If you somehow haven’t played the original Resident Evil yet, then first off, you’re a freak, but secondly you’re in for a colossal treat, because Shinji Mikami’s all-time classic is one of the best survival horror games ever made, and it’s safe to say that this is the definitive, scariest iteration of the title (and there have been many re-makes and ports of the game). Mikami’s recent return the genre with The Evil Within, while a step in the right direction, seemed to let a lot of hardcore fans of the genre down, and after all this time, with him overseeing this release, it’s only fitting that this once again will be the title that people remember.
The game sees you operating as either Chris Redfield or Jill Valentine, members of the STARS team who have been sent to investigate trouble at the old Spencer mansion, when it turns out that a zombie outbreak is afoot. Much different than the “survival” horror games of today, you’ll see yourself navigating through stationary camera angles, maintaining a limited inventory as you ration out health, ammo, and even ink ribbons, which allow you to save.
While not a ton has been added in this remake of the game, what has been done is fairly significant in an aesthetic sense. Basically, Remaster is taking the Gamecube’s popular remake of Resident Evil (in terms of the extras in gameplay, story, and features) and ramping up what that already-excellent game did. As nice little extra, some new, fancy costumes have been thrown in for good measure, like the BSAA costumes from Resident Evil 5, for both Chris and Jill.
Another handy upgrade here is that the clunky tank-controls that the early games in the series were known for can now be replaced with an analog control scheme. It’s an interesting experiment, not to mention a good enough entry point to the series, if the former ’90s controls were what kept you from these games. That being said, the analog version isn’t without its flaws either, like how the joystick is the sole “button” for walking and running, rather than using two separate ones. This new design makes it easy to slip into running, which can kind of be suicide in this game.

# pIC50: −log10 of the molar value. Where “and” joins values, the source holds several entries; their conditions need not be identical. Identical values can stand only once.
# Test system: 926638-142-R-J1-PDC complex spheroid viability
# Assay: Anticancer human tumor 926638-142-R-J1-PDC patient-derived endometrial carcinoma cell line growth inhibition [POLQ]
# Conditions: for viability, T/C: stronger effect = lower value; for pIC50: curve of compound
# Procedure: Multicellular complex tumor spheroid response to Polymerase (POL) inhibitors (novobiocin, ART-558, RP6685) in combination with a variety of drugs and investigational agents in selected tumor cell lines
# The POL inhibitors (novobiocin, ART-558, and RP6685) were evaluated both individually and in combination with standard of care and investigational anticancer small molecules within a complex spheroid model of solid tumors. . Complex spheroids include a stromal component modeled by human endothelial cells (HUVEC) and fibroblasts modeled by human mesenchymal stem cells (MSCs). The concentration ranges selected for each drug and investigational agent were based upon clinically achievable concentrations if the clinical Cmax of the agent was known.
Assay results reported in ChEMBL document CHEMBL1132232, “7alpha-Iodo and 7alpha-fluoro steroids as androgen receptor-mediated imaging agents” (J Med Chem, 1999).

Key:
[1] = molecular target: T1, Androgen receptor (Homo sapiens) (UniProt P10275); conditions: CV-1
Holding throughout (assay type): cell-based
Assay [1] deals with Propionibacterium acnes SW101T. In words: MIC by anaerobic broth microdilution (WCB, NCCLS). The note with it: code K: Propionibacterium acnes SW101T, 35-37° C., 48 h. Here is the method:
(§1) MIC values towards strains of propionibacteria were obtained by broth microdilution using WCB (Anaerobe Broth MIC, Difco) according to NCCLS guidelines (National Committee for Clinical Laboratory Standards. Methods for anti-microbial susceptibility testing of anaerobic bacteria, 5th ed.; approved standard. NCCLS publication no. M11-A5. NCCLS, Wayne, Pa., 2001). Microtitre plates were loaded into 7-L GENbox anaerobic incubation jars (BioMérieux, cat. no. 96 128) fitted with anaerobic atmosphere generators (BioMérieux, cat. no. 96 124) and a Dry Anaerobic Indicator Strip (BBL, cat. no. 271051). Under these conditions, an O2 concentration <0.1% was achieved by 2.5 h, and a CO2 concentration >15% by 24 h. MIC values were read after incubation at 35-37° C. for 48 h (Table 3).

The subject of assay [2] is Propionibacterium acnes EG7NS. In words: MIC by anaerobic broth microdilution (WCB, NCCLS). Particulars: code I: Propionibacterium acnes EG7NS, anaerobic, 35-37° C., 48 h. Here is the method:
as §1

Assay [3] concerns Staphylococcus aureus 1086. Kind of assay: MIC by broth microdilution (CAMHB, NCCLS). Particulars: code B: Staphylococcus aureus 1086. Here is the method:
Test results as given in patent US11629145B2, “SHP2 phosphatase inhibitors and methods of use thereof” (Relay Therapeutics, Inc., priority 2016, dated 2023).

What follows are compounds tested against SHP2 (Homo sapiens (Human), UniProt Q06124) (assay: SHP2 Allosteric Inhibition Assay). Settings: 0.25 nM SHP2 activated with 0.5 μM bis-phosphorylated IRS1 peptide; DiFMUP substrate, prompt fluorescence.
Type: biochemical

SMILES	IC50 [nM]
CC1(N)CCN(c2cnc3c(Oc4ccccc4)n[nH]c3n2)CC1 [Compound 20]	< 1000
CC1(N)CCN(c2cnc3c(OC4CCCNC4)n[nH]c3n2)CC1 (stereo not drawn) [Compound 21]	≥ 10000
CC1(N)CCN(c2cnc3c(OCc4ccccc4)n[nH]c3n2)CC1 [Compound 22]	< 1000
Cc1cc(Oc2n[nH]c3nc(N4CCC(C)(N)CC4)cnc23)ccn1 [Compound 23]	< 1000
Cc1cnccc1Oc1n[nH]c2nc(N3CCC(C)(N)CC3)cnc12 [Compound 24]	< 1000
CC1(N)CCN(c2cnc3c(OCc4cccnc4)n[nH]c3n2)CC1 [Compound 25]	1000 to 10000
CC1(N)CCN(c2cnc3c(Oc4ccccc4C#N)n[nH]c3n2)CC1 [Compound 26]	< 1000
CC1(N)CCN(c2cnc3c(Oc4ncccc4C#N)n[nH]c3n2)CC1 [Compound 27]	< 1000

One of the more practical and appreciated additions is a streamlined reloading system that doesn’t see you having to go back to the game menu to do so.
While this is a beyond minor quibble, the “door loading” segments are still included in the game, which certainly adds to the tension and fear factor, but there should also be the option to ditch them. The only reason they were included in the original games was a clever way around loading screens, which is now certainly not a concern due to the gaming power present. The DS’ port, Resident Evil: Deadly Silence, loses them, so there’s certainly been precedent set on the matter. Another tiny issue is this feels like it should be the ultimate, final port of this game ever and a game like that should have every detail and inclusion from previous versions, lest we be plagued with a reason for another remake.
Thanks to the impressive REmake seen on the GameCube, the title was already working off of pre-rendered backgrounds and exceptional real-time 3D character models, but the upgrade is kind of ridiculous. This looks better than The Evil Within even, with the game sporting some of the best graphics on the PS3.
Also thrown in are robust lighting and smoke effects that make the already creepy game even more unnerving. The title’s running at 720p, but the difference the HD makes and how much focus it gives to all of this is worth the purchase alone.
While the updates are beautiful touches, they’re not without their flaws, such as suffering through surprising frame rate issues. A title that’s this old really shouldn’t be sloshing around at this point, especially when the Wii’s version of REmake doesn’t suffer from such things. The enhanced stats give a little more leeway in the area, but it still happens a little more than it should.
Naturally the update has tacked on a widescreen option that isn’t the greatest, but option of the original 4:3 ratio, the game leaves you with the choice of choosing whichever you prefer.
While Remaster hasn’t really done anything to beef up the audio, the package the existing version was operating off of was already top-notch. The game features a precise, terrifying, atmospheric sound design and a soundtrack that only heightens everything. There was no need to really rejuvenate this area any, but it’s worth noting all the same.